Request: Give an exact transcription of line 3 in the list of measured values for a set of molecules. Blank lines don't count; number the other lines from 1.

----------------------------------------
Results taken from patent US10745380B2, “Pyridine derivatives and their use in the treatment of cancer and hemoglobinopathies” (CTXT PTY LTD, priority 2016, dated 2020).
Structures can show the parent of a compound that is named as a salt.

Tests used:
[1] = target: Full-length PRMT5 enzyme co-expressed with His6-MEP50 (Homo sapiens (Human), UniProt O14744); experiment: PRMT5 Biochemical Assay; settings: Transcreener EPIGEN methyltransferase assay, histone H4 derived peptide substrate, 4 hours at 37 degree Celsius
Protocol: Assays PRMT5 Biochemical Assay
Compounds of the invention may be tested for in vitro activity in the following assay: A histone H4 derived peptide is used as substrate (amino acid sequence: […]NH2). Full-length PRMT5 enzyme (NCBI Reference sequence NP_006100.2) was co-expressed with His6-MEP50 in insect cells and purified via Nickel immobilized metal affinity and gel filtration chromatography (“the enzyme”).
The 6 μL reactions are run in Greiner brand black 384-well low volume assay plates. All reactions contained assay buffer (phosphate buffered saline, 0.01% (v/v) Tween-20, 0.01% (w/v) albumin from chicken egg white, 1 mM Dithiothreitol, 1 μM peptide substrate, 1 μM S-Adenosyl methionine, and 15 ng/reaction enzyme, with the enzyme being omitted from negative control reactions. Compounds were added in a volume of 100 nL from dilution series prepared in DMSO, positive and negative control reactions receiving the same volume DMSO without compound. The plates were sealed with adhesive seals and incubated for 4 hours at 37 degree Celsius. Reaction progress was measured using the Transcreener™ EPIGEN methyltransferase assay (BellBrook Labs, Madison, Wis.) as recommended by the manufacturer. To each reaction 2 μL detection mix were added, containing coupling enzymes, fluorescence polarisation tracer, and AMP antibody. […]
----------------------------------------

Tests used: